Bermuda Coop Progress Pics and Question

Discussion in 'Coop & Run - Design, Construction, & Maintenance' started by JHitchcock, Mar 13, 2009.

  1. JHitchcock

    JHitchcock Out Of The Brooder

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    Jan 4, 2009
    Okay so ive began to construct a coop for 4 laying hens that will be kept in my backyard, near my finch aviary. The bottom of the coop is made of a pallet and a half (joined together with a few bolts and excess pallet wood. The coop is 6ft wide 3 feet deep and 4 feet high... seeing as the climate here will pretty much never limit them to being inside the coop for long periods of time. The back side of the coop will have a one inch ventilation space between the roof and the coop to allow air flow and a window is being placed in the front for hot summer days and extra air flow.

    Now my question is... since the climate here is very hot in the summer and humidity is 100% also, and winter temps never get much lower than the high 50's, should I use a wire bottom, or the deep litter method? I was thinking of having a plywood bottom around the edges of the coop ( around a foot or so wide leading from the coop entrance to the nest boxed and generally around the perimeter of the inside) ...and have say a 2 foot square hardwire patch in the center so that i could scrape the mess out as need be to the wire which would then fall thru and be taken to the compost. I was thinking that this would reduce cost in buying shavings... (everything is expensive here... yes even shavings) and increase air flow?

    Anyway heres whats been done so far, its hard to get a good pic thru the fruit trees so its the best for now.

    [​IMG]

    [​IMG]

    Jon
     
  2. Griffox

    Griffox Chillin' With My Peeps

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    Oct 26, 2008
    Harrodsburg, KY
    Looking good so far! I'm not sure I'm equipped to answer your questions, but I'm interested to see what others say.

    Satisfy my curiosity and throw in a pic of your finch aviary. I'm planning on building an aviary this summer for my doves and I've been looking for ideas. [​IMG]
     
  3. Omran

    Omran Chillin' With My Peeps

    Jul 26, 2008
    Bagdad KY
    I think your Idea will work perfect, plus if the temp is always above 50 then it make it even better, yes I will make a wire floor. less bad smell and way easier on your pocket.

    Good luck.

    omran
     
  4. cmom

    cmom Hilltop Farm

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    Nov 18, 2007
    Florida
    My Coop
    I believe my climate is pretty much the same as yours. I live in Florida. When summer comes it lasts for months. I have two coops. I also have vents just under the eves. I an about to replace the ones on the back of the coop as I eant to vent the lower nest boxes with the existing vents. In both I use the DLM. One has a poop pit under the roosts and the other does not. The coop with the poop pit definitely stays cleaner as most of the poop goes into the poop pit because they seem to poop most in the coop when they are roosting. I will shortly be building a new barn with attached coop. I will either have a poop pit or dropping boards or trays under the roosts to catch the poop. I do put the poop and litter in my compost piles. There are pictures on my BYC Page. The picture of one of the coops that doesn't have any litter, had just been cleaned and I hadn't put any new litter down yet. I don't have to clean the coop with the poop pit very often.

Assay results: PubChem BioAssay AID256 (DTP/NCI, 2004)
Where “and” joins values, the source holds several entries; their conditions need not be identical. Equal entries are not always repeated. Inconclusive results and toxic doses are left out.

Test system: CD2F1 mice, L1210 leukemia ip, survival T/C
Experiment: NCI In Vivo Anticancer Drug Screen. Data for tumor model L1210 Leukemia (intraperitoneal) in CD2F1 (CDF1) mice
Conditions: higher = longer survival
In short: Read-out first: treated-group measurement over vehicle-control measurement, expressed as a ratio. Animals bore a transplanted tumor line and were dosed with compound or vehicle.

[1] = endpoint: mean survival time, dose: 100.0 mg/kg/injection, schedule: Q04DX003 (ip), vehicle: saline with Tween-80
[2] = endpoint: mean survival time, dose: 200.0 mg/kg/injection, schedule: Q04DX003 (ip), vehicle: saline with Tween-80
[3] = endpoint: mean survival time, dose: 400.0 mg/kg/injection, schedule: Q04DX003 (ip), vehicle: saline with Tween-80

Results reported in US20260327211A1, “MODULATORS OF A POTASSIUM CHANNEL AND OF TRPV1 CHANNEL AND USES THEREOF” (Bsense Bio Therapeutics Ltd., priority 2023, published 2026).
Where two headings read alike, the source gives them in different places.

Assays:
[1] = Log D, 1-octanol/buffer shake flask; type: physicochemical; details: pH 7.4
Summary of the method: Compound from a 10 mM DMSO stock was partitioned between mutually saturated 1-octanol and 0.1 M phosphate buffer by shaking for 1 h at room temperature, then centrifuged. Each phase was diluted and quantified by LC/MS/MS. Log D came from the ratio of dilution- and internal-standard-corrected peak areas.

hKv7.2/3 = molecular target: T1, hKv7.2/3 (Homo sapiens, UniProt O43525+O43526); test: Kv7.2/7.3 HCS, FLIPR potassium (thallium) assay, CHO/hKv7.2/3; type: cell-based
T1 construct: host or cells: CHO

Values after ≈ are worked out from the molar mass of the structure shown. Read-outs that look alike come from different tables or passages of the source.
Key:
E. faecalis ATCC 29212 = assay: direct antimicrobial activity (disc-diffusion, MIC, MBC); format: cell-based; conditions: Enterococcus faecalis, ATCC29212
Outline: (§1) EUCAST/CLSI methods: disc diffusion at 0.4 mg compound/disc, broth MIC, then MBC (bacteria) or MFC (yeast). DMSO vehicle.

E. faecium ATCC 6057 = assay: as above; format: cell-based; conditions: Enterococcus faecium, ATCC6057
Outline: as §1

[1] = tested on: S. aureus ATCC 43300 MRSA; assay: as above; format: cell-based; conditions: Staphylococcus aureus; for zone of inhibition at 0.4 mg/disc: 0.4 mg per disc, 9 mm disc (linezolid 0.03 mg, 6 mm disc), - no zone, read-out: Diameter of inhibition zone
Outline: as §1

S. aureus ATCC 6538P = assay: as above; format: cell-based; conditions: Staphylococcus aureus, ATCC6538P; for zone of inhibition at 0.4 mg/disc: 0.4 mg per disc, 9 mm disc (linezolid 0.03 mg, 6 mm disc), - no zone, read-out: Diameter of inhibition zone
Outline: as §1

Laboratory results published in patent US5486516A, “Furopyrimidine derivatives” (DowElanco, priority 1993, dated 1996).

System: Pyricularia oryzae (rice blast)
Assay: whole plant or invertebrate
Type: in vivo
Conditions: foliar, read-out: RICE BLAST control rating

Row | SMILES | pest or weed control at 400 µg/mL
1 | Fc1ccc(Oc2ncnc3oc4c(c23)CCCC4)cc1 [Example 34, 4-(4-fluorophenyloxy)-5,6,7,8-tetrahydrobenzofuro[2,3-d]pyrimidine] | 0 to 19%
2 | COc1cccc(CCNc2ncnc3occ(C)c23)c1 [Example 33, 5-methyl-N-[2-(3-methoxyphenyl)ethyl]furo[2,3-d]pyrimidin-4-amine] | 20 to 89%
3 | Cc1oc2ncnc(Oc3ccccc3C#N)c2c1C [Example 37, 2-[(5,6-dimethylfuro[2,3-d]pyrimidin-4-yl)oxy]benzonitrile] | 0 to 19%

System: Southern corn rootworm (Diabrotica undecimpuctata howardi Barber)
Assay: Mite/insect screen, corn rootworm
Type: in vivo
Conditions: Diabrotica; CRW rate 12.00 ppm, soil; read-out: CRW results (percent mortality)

Last edited: Mar 13, 2009
  5. JHitchcock

    JHitchcock Out Of The Brooder

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    Jan 4, 2009
    I have rolls of 3/4" wire and 1 x 2" wire spare laying around... which would be recommended? i was thinking the 1 x 2 would be easier as the poop would fall straight thru, but would this be okay for them to walk on? i will be getting a regular size layers
     
  6. JHitchcock

    JHitchcock Out Of The Brooder

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    Jan 4, 2009
    MY computer has been down for a couple of days and I will upload pics of recent progress soon. Griffox here are a couple of pics of the aviary... it has an awkward shape but works for what i need. IT used to hold parrots, then was used for love birds, and now is holding finches, so its seen its fair share of activity.

    [​IMG]

    A Picture of a few of the fellas

    [​IMG]

    This is a picture of the nesting area ( directly opposite the above area that is open to sunlight. The nesting area is covered to protect against poor weather. because of the camera lens i was using at the time i am only able to show half of the nesting area, and these pics were around a year ago, i will try to get some updated ones if interested. The aviary is around 9 feet tall 20ft long and about 10 feet at its widest point

    [​IMG]
     

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